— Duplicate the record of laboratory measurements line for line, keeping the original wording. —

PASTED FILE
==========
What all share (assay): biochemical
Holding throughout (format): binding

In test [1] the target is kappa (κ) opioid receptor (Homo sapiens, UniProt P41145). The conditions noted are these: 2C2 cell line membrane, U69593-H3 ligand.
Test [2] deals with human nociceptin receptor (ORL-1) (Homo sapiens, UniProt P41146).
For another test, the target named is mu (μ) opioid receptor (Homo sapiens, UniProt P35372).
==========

What all share (assay): biochemical
Holding throughout (format): binding

In test [1] the target is kappa (κ) opioid receptor (Homo sapiens, UniProt P41145). The conditions noted are these: 2C2 cell line membrane, U69593-H3 ligand.
Test [2] deals with human nociceptin receptor (ORL-1) (Homo sapiens, UniProt P41146).
For another test, the target named is mu (μ) opioid receptor (Homo sapiens, UniProt P35372).